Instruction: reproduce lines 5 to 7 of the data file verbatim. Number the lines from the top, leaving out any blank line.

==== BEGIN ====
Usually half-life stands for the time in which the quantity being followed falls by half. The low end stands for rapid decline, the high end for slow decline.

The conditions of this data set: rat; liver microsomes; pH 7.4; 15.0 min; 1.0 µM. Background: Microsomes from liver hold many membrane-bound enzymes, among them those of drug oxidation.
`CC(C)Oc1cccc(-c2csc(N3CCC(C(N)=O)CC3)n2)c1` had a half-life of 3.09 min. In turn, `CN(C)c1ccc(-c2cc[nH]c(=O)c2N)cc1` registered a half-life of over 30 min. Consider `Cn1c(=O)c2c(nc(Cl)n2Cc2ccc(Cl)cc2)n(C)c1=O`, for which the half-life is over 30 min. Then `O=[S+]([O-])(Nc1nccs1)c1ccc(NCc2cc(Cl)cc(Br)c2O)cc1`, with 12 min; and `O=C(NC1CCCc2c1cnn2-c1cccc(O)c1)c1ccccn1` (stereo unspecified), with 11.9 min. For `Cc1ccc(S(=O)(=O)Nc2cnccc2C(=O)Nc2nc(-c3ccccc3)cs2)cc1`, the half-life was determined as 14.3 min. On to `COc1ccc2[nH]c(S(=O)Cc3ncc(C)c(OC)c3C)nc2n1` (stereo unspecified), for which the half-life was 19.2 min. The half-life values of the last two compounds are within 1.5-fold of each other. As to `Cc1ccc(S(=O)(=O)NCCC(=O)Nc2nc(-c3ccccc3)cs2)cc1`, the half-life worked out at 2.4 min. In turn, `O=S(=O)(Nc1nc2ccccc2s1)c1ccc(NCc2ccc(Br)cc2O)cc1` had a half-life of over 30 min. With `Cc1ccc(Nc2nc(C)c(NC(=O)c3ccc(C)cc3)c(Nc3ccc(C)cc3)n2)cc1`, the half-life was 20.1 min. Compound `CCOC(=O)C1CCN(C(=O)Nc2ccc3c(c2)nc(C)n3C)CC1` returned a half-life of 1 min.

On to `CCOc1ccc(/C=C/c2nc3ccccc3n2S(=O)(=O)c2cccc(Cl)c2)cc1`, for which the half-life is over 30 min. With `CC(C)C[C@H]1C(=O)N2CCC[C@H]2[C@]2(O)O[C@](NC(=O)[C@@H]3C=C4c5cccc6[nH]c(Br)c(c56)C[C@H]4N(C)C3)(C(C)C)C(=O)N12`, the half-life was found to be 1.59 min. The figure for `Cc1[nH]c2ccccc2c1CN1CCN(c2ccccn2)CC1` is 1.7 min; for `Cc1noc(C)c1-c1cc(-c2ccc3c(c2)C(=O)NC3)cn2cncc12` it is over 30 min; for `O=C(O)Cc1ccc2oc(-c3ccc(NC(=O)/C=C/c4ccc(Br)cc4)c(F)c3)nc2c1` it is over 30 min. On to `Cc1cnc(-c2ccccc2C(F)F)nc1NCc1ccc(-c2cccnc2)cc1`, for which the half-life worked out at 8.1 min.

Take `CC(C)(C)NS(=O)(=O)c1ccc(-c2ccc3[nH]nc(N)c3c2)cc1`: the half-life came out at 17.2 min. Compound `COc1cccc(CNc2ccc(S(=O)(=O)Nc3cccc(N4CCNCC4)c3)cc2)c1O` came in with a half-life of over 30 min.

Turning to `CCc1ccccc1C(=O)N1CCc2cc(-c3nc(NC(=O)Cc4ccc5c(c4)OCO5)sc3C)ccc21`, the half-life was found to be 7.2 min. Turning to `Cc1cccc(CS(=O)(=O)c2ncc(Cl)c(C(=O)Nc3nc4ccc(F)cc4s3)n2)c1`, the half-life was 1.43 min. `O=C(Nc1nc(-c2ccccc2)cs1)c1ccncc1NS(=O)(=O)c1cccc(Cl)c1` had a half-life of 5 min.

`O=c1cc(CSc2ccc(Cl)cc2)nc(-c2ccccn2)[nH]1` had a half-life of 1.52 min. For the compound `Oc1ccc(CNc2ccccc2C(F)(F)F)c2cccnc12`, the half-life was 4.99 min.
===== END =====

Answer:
Take `CC(C)(C)NS(=O)(=O)c1ccc(-c2ccc3[nH]nc(N)c3c2)cc1`: the half-life came out at 17.2 min. Compound `COc1cccc(CNc2ccc(S(=O)(=O)Nc3cccc(N4CCNCC4)c3)cc2)c1O` came in with a half-life of over 30 min.

Turning to `CCc1ccccc1C(=O)N1CCc2cc(-c3nc(NC(=O)Cc4ccc5c(c4)OCO5)sc3C)ccc21`, the half-life was found to be 7.2 min. Turning to `Cc1cccc(CS(=O)(=O)c2ncc(Cl)c(C(=O)Nc3nc4ccc(F)cc4s3)n2)c1`, the half-life was 1.43 min. `O=C(Nc1nc(-c2ccccc2)cs1)c1ccncc1NS(=O)(=O)c1cccc(Cl)c1` had a half-life of 5 min.

`O=c1cc(CSc2ccc(Cl)cc2)nc(-c2ccccn2)[nH]1` had a half-life of 1.52 min. For the compound `Oc1ccc(CNc2ccccc2C(F)(F)F)c2cccnc12`, the half-life was 4.99 min.